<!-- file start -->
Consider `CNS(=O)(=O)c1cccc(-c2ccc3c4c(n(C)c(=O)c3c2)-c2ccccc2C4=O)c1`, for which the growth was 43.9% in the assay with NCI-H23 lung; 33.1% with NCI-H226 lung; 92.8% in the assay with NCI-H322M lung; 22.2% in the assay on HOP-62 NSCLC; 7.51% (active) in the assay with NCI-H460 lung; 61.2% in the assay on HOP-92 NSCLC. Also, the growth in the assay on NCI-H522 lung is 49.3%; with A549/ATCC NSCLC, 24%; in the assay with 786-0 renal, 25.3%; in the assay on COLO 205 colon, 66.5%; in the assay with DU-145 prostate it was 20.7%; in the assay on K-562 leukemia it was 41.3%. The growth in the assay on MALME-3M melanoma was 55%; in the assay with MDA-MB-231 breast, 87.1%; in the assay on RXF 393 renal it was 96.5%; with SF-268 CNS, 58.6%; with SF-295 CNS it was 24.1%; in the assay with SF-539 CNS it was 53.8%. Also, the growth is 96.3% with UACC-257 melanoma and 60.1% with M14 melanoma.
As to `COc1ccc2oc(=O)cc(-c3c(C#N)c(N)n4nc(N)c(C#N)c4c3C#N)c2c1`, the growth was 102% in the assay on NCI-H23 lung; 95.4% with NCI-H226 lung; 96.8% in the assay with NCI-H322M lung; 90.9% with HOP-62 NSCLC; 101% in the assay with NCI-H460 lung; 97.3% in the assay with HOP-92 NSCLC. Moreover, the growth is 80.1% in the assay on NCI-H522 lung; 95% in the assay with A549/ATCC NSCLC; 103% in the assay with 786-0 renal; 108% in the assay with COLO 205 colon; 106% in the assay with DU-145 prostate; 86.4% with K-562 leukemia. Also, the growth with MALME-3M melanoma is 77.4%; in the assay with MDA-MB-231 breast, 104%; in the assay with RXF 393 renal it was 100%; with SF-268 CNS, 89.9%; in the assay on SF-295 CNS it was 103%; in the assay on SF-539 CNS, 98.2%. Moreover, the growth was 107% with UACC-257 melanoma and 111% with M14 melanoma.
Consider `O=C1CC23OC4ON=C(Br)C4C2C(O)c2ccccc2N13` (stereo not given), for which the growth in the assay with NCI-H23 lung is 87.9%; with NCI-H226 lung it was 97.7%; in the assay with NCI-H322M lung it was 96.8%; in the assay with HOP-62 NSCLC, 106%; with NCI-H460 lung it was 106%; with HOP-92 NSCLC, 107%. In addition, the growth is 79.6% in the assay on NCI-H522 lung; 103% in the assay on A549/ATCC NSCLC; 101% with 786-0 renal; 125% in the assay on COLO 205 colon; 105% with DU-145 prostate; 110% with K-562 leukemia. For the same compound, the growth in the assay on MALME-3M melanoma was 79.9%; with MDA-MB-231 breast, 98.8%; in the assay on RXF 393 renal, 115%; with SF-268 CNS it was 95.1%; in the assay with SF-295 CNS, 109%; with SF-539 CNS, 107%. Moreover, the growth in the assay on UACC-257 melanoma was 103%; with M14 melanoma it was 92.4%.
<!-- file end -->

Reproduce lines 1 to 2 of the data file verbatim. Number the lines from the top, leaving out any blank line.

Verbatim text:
Consider `CNS(=O)(=O)c1cccc(-c2ccc3c4c(n(C)c(=O)c3c2)-c2ccccc2C4=O)c1`, for which the growth was 43.9% in the assay with NCI-H23 lung; 33.1% with NCI-H226 lung; 92.8% in the assay with NCI-H322M lung; 22.2% in the assay on HOP-62 NSCLC; 7.51% (active) in the assay with NCI-H460 lung; 61.2% in the assay on HOP-92 NSCLC. Also, the growth in the assay on NCI-H522 lung is 49.3%; with A549/ATCC NSCLC, 24%; in the assay with 786-0 renal, 25.3%; in the assay on COLO 205 colon, 66.5%; in the assay with DU-145 prostate it was 20.7%; in the assay on K-562 leukemia it was 41.3%. The growth in the assay on MALME-3M melanoma was 55%; in the assay with MDA-MB-231 breast, 87.1%; in the assay on RXF 393 renal it was 96.5%; with SF-268 CNS, 58.6%; with SF-295 CNS it was 24.1%; in the assay with SF-539 CNS it was 53.8%. Also, the growth is 96.3% with UACC-257 melanoma and 60.1% with M14 melanoma.
As to `COc1ccc2oc(=O)cc(-c3c(C#N)c(N)n4nc(N)c(C#N)c4c3C#N)c2c1`, the growth was 102% in the assay on NCI-H23 lung; 95.4% with NCI-H226 lung; 96.8% in the assay with NCI-H322M lung; 90.9% with HOP-62 NSCLC; 101% in the assay with NCI-H460 lung; 97.3% in the assay with HOP-92 NSCLC. Moreover, the growth is 80.1% in the assay on NCI-H522 lung; 95% in the assay with A549/ATCC NSCLC; 103% in the assay with 786-0 renal; 108% in the assay with COLO 205 colon; 106% in the assay with DU-145 prostate; 86.4% with K-562 leukemia. Also, the growth with MALME-3M melanoma is 77.4%; in the assay with MDA-MB-231 breast, 104%; in the assay with RXF 393 renal it was 100%; with SF-268 CNS, 89.9%; in the assay on SF-295 CNS it was 103%; in the assay on SF-539 CNS, 98.2%. Moreover, the growth was 107% with UACC-257 melanoma and 111% with M14 melanoma.